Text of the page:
## The exponentiation

We will build up for the definition in three steps:

#### The support of a function

After this preview, we can start our journey for the definition of ordinals exponantiation.

Suppose that $\alpha,\beta$ are two ordinals. We define the support of a function $f:\beta\to \alpha$ as:

\text{Supp}(f)=\{b\in\beta:f(\beta)\neq0\}

This is just the set of all the elements that are not being mapped to zero. (It’s the opposite term of a kernel in algebra) After doing so, I want to define the following set:

E(\beta,\alpha)=\{f:\beta\to\alpha|\ |\text{Supp}(f)|<\infty\}

This is the set of all the functions from $\beta$ to $\alpha$ with finite support. If $\beta$ is finite, then the support of every function from it is finite. Moreover, if $\alpha$ is also finite, then the size of $E(\beta,\alpha)$ is exactly $|\alpha|^{|\beta|}$.

This is good news, though it’s not really clear why we need the support to be finite. We’ll see it in a moment when we will define the order.

#### Order on $E(\beta,\alpha)$$E(\beta,\alpha)$

Suppose that $f,g\in E(\beta,\alpha)$.

Obviously, there are elements in $\beta$ that $f$ and $g$ map to a different element in $\alpha$. Since the support of both of them is finite, we can conclude that they differ only in a finite number of elements. Thus, the function:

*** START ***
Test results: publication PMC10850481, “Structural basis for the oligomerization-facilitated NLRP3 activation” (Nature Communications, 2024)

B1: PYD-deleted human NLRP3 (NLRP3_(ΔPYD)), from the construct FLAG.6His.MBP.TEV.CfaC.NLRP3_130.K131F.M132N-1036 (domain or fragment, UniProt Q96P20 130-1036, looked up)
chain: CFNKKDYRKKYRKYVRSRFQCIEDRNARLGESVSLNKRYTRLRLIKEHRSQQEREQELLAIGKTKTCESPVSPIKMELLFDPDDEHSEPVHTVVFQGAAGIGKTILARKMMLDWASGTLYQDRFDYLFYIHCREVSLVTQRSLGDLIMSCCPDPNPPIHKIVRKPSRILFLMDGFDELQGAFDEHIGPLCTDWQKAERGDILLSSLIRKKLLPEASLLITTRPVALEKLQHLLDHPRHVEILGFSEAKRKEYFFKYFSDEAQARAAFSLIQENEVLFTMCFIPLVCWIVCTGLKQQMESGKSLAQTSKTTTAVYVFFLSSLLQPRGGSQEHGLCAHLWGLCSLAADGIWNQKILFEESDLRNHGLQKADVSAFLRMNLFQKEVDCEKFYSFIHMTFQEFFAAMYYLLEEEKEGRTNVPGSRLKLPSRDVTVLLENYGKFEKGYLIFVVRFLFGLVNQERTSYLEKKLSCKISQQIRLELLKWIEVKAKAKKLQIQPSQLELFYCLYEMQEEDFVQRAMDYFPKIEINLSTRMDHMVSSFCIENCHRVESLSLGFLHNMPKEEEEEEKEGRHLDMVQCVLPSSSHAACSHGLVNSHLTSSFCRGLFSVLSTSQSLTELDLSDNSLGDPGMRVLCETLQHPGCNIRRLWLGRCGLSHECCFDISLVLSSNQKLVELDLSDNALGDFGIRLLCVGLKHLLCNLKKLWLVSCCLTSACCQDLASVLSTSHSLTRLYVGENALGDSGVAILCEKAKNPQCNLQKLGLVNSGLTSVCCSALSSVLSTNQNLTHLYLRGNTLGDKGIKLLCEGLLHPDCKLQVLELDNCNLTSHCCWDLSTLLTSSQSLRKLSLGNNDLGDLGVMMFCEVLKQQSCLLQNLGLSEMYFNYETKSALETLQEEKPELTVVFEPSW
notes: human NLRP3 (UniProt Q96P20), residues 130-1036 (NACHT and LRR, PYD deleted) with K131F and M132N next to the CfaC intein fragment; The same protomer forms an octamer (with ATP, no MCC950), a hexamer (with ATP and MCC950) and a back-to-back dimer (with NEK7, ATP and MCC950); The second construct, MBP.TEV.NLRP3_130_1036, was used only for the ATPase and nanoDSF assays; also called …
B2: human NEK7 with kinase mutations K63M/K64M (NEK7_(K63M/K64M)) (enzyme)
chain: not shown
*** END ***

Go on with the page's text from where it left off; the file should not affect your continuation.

\Gamma:E(\beta,\alpha)\times E(\beta,\alpha)\to \beta
\\
\Gamma(f,g)=\max\{x\in\beta:f(x)\neq g(x)\}

Is well defined – that is, the maximum exists. It takes both functions as inputs, check when the outputs of $f$ and $g$ are different, and then, returns the maximal element with this property.

For example, If $\beta=2,\alpha=3$ And:

f(0)=0 \ \ \ , g(0)=1
\\f(1)=2 \ \ \ , g(1)=1

Then:

\Gamma(f,g)=\max\{x\in2:f(x)\neq g(x)\}=\max\{0,1\}=1

We don’t care which output is bigger ($f(x)$ or $g(x)$), we only care about the input, the element in $\beta$. But now we are going to care about the outputs, since it will allow to define an order:

f < g\iff f(\Gamma(f,g))< g(\Gamma(f,g))

So how do we know which function is bigger? We are searching for the maximal element in $\beta$ such that $f$‘s output is different than $g$‘s output. After we found it, we check the outputs of $f$ and $g$ at this element, and compare them. The bigger function is the one with the bigger output.

In our example, we saw that $\Gamma(f,g)=1$ and:

f(1)=2>1=g(1)

Thus, $f>g$.

It’s not hard to verify that it is indeed an order on $E(\beta,\alpha)$. Moreover, by it’s definition, we can easily see that it is a linear order.